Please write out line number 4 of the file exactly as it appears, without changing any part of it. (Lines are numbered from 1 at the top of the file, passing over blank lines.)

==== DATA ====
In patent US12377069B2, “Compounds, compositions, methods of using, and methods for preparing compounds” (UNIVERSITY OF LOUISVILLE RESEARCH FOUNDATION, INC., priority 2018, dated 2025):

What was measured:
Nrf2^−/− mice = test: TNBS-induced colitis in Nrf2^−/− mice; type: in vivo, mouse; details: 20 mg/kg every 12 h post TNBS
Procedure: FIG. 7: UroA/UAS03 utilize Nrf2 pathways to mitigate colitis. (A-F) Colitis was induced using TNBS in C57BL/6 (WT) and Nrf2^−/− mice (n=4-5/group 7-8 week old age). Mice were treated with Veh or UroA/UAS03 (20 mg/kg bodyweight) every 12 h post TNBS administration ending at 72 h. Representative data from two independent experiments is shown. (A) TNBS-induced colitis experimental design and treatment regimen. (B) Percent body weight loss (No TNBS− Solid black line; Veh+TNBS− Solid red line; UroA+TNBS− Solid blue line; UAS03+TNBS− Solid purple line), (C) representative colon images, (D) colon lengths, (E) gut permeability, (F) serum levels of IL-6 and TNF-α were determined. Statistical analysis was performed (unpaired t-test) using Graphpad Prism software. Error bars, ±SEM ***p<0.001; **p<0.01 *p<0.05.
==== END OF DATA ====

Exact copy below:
Procedure: FIG. 7: UroA/UAS03 utilize Nrf2 pathways to mitigate colitis. (A-F) Colitis was induced using TNBS in C57BL/6 (WT) and Nrf2^−/− mice (n=4-5/group 7-8 week old age). Mice were treated with Veh or UroA/UAS03 (20 mg/kg bodyweight) every 12 h post TNBS administration ending at 72 h. Representative data from two independent experiments is shown. (A) TNBS-induced colitis experimental design and treatment regimen. (B) Percent body weight loss (No TNBS− Solid black line; Veh+TNBS− Solid red line; UroA+TNBS− Solid blue line; UAS03+TNBS− Solid purple line), (C) representative colon images, (D) colon lengths, (E) gut permeability, (F) serum levels of IL-6 and TNF-α were determined. Statistical analysis was performed (unpaired t-test) using Graphpad Prism software. Error bars, ±SEM ***p<0.001; **p<0.01 *p<0.05.